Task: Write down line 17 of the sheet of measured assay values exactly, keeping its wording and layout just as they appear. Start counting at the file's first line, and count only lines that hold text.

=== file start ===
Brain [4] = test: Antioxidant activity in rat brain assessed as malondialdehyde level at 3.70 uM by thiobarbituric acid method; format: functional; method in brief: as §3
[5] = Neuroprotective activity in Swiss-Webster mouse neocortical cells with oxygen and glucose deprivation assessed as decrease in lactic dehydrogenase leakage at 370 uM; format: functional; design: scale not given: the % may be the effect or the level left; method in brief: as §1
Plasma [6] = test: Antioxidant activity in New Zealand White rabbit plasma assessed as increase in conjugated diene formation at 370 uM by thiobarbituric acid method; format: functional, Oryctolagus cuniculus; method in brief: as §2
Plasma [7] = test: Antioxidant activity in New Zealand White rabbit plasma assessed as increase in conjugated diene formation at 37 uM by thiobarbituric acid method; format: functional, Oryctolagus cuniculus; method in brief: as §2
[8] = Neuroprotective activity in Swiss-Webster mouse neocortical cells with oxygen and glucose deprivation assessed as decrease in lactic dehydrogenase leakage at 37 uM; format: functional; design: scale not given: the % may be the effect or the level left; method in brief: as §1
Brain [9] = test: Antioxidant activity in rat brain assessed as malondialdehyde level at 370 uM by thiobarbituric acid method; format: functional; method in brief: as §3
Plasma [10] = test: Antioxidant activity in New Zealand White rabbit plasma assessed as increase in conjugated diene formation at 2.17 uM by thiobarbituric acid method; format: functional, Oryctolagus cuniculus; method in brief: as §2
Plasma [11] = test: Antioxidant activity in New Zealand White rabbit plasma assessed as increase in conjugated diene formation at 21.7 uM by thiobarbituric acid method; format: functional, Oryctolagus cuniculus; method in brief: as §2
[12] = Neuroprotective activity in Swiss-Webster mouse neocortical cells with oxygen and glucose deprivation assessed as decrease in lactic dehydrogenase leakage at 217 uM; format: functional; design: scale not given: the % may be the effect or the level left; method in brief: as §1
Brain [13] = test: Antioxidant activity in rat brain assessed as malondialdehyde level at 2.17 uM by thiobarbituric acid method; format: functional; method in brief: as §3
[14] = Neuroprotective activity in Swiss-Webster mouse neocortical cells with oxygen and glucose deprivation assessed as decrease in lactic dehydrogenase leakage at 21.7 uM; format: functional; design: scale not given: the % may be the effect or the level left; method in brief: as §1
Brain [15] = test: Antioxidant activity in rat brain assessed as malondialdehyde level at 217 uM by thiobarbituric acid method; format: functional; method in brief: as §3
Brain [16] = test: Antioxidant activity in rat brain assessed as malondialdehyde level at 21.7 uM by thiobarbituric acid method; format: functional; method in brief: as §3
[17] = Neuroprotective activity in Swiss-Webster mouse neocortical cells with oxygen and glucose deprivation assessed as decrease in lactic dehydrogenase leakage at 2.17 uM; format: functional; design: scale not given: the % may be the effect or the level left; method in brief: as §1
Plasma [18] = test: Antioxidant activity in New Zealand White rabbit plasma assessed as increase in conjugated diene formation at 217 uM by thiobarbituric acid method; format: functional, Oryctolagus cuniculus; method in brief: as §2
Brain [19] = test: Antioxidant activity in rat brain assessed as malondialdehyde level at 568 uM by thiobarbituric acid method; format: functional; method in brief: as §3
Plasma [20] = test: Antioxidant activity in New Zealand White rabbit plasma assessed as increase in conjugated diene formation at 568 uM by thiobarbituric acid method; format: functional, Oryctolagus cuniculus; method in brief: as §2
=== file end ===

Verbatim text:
Plasma [20] = test: Antioxidant activity in New Zealand White rabbit plasma assessed as increase in conjugated diene formation at 568 uM by thiobarbituric acid method; format: functional, Oryctolagus cuniculus; method in brief: as §2